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Anyone experienced with mixing antifreeze into the coolant?

post #1 of 23
Thread Starter 
If so, which antifreeze chemicals or brands, which proportions, and what tubing have you had good results with?
post #2 of 23
I've tried several different mixes and after all these years the original advise I was given works best, distilled water and silver coils.
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post #3 of 23
No reason to use it unless your using an aggressive water chiller. If for some reason you must, we used water wetter back in the dark ages of water cooling.
post #4 of 23
I use antifreeze, normally premixed as it's something i've easy access to.

The blue coloring can gunk up the loop over a long period, but aside from this, i can't really fault it. At least i could run it below freezing temperatures. Lol. (Here in the UK, most antifreeze is colored blue)

If you wanna be a purist (cwutididthar) about it, distilled water and a killcoil - as mentioned - is best.
Edited by Thingamajig - 1/24/13 at 8:06pm
post #5 of 23
Car antifreeze will do you no good. Ethylin Glycol is not good at conducting heat. They put it in cars so the water doesnt freeze and also to prevent corrosion.

Unless you are going to put your rads outside below zero you dont need anti freeze.
Unless you start mixing metals in your loop, which will corrode, you dont need antifreeze.
But if you still want antifreeze in there, look to Mayhem products. XT-1 (or something like that) is their antifreeze made especially for water loops.
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post #6 of 23
Completely pointless. Antifreeze just lowers the freezing point and increases the boiling point of water so unless your loop is going to be running at below 0C and above 100C it's completely useless. It's not a better heat conductor than water it's merely an additive, distilled water is still the best thumb.gif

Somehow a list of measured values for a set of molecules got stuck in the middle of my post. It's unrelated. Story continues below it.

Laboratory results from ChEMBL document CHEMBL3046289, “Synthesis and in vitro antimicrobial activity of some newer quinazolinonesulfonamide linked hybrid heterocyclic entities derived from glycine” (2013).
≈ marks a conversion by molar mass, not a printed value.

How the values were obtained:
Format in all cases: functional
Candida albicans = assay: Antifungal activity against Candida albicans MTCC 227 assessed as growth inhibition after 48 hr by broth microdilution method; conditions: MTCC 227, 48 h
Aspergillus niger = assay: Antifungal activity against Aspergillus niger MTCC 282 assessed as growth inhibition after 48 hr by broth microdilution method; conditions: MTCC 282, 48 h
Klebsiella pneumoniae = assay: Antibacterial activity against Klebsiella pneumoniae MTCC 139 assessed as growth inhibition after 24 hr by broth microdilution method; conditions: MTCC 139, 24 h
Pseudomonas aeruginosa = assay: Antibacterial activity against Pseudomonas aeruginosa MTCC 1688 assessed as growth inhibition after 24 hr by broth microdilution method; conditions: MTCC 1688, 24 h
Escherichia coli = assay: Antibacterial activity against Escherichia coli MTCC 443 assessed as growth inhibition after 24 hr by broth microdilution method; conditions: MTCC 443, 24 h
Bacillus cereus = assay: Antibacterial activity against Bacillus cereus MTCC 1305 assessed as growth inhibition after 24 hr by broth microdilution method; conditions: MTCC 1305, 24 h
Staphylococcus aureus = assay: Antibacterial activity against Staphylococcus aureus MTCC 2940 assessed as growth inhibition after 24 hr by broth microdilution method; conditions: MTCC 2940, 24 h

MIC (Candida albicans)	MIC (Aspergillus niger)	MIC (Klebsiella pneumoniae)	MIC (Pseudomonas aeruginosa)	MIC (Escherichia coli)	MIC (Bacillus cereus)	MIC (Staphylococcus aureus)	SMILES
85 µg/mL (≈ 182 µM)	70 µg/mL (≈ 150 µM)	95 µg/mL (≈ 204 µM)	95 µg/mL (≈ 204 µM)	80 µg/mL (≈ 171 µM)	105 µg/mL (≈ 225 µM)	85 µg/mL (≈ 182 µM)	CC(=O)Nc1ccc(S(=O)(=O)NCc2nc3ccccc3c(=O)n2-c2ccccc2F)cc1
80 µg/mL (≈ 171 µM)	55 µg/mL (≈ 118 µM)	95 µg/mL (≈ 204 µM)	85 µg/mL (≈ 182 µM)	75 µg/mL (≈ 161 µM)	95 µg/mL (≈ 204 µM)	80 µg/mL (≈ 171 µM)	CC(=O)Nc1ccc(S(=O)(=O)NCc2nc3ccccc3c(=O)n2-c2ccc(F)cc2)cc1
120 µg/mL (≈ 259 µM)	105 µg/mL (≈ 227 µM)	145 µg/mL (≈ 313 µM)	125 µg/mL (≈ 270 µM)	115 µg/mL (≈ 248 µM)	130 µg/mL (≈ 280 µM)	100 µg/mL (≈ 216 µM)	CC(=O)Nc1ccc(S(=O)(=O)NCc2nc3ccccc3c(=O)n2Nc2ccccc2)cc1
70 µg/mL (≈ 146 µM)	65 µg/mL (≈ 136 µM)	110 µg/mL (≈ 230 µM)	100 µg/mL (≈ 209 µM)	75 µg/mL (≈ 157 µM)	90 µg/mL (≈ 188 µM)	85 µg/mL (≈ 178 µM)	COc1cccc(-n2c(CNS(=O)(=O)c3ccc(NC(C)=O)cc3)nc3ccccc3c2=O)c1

post #7 of 23
Quote:
Originally Posted by hirolla888 View Post

Completely pointless. Antifreeze just lowers the freezing point and increases the boiling point of water so unless your loop is going to be running at below 0C and above 100C it's completely useless. It's not a better heat conductor than water it's merely an additive, distilled water is still the best thumb.gif

Distilled water on it's own is still no good though.

Personaly I run deionized water+10% red coolant myself just to avoid any corrosion in the loop, I know someone who has ran same stuff for a year now without issues and no additives at all, only reason I am running it myself atm.
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post #8 of 23
Thread Starter 
Quote:
Originally Posted by Linkdead View Post

No reason to use it unless your using an aggressive water chiller. If for some reason you must, we used water wetter back in the dark ages of water cooling.

Actually, my loop will include titanium, and I'm not yet sure whether that will pose a corrosion risk for other metals in the loop. (Started another thread on that topic a few hours ago. So far have NOT heard that titanium in the loop won't pose a problem.) So to be on the safe side, I am interested in the anticorrosive properties. And I will be running a chiller aggressively -- no rads.

Quote: